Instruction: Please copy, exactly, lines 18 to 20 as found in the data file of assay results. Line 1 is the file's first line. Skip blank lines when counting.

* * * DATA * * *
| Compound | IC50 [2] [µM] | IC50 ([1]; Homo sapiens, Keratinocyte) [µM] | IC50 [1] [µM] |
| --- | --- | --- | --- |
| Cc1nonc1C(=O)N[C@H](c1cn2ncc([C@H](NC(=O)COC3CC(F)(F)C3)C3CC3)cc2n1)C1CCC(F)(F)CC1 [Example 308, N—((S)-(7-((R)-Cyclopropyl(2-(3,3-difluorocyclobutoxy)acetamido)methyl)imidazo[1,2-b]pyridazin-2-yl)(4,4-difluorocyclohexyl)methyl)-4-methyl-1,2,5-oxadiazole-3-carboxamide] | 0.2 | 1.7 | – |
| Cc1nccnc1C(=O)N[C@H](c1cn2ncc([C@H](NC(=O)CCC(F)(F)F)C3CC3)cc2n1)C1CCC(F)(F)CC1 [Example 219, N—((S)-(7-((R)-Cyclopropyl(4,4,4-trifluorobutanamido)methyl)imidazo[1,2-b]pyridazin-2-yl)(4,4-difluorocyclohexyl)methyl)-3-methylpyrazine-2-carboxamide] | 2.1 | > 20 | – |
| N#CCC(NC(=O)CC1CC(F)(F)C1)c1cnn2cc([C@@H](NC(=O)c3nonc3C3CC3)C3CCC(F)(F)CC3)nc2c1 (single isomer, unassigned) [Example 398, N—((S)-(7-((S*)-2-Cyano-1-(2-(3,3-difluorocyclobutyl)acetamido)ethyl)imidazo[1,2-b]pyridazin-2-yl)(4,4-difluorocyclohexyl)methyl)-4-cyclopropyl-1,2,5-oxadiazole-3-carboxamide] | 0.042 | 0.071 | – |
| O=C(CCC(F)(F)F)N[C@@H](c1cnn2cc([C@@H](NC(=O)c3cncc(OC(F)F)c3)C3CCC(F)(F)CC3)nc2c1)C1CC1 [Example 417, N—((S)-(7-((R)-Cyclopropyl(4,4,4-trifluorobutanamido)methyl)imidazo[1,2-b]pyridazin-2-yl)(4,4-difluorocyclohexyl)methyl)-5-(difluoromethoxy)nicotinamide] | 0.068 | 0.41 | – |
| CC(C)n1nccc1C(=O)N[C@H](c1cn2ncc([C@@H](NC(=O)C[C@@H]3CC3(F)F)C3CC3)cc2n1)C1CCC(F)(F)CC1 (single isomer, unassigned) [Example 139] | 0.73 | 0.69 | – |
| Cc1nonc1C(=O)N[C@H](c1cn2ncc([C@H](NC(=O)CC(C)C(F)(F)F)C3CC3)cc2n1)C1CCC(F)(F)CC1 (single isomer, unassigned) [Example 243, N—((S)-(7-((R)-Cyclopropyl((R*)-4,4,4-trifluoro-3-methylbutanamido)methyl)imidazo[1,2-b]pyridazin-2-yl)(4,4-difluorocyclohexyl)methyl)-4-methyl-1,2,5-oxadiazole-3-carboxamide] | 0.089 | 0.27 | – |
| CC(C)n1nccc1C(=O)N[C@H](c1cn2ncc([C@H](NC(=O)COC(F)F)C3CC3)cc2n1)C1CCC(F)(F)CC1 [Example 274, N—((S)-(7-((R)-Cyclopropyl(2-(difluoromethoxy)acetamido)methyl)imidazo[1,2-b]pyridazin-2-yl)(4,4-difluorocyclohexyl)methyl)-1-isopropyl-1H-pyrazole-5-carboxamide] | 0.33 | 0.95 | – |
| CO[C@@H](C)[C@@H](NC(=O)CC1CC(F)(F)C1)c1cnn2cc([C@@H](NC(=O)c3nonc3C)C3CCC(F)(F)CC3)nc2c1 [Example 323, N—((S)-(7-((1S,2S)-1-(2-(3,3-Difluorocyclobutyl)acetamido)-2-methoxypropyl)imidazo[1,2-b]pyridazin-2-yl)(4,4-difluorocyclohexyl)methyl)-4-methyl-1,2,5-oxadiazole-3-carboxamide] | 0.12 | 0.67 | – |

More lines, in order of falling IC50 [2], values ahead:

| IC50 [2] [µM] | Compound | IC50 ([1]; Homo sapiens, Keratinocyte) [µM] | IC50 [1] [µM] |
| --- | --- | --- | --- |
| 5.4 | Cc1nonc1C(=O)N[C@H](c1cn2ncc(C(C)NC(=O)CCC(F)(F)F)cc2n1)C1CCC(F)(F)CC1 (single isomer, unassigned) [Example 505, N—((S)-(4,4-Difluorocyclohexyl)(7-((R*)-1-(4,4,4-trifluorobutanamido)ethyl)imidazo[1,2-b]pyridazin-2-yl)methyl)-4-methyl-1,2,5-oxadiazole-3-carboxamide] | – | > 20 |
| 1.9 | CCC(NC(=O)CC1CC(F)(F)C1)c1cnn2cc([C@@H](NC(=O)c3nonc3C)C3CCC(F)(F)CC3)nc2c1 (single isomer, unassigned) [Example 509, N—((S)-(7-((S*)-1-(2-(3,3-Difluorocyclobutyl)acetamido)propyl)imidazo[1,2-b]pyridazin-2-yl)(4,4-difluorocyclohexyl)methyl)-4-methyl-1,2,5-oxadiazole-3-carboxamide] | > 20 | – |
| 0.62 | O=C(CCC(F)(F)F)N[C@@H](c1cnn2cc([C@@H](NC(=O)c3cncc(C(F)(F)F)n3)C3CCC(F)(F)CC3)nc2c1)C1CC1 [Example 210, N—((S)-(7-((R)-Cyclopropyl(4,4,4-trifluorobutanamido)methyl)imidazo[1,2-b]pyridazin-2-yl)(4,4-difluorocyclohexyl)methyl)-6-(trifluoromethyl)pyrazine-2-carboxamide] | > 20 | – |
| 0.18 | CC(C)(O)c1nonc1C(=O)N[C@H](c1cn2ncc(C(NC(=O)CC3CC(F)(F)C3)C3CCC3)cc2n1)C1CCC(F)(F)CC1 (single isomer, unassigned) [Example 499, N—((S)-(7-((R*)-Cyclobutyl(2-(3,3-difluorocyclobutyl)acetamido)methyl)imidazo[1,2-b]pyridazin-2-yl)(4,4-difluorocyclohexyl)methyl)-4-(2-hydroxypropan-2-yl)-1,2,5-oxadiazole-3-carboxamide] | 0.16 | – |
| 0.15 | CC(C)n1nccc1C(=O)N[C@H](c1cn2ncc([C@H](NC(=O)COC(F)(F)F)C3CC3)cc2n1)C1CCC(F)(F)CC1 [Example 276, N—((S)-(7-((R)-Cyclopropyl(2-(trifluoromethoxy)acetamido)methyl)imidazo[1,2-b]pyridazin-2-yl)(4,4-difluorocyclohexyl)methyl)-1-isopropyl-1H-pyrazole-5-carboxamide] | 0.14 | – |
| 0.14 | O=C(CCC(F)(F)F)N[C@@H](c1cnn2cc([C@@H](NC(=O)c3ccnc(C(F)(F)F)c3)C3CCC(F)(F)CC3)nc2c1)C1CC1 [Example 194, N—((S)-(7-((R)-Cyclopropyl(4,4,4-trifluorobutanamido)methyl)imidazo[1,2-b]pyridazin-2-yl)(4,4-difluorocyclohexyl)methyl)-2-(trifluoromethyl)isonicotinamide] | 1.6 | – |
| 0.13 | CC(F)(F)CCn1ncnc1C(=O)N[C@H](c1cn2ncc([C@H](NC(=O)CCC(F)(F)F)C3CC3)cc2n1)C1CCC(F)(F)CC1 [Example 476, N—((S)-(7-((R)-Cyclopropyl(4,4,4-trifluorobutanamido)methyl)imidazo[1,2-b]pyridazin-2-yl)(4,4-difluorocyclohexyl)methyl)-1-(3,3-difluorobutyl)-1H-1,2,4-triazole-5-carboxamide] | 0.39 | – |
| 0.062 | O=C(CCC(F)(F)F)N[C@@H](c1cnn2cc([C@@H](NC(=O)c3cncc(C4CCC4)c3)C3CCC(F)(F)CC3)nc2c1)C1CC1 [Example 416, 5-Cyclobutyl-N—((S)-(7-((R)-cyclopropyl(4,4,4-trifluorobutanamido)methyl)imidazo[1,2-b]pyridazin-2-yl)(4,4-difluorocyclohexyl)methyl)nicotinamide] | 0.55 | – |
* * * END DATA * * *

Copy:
| 0.15 | CC(C)n1nccc1C(=O)N[C@H](c1cn2ncc([C@H](NC(=O)COC(F)(F)F)C3CC3)cc2n1)C1CCC(F)(F)CC1 [Example 276, N—((S)-(7-((R)-Cyclopropyl(2-(trifluoromethoxy)acetamido)methyl)imidazo[1,2-b]pyridazin-2-yl)(4,4-difluorocyclohexyl)methyl)-1-isopropyl-1H-pyrazole-5-carboxamide] | 0.14 | – |
| 0.14 | O=C(CCC(F)(F)F)N[C@@H](c1cnn2cc([C@@H](NC(=O)c3ccnc(C(F)(F)F)c3)C3CCC(F)(F)CC3)nc2c1)C1CC1 [Example 194, N—((S)-(7-((R)-Cyclopropyl(4,4,4-trifluorobutanamido)methyl)imidazo[1,2-b]pyridazin-2-yl)(4,4-difluorocyclohexyl)methyl)-2-(trifluoromethyl)isonicotinamide] | 1.6 | – |
| 0.13 | CC(F)(F)CCn1ncnc1C(=O)N[C@H](c1cn2ncc([C@H](NC(=O)CCC(F)(F)F)C3CC3)cc2n1)C1CCC(F)(F)CC1 [Example 476, N—((S)-(7-((R)-Cyclopropyl(4,4,4-trifluorobutanamido)methyl)imidazo[1,2-b]pyridazin-2-yl)(4,4-difluorocyclohexyl)methyl)-1-(3,3-difluorobutyl)-1H-1,2,4-triazole-5-carboxamide] | 0.39 | – |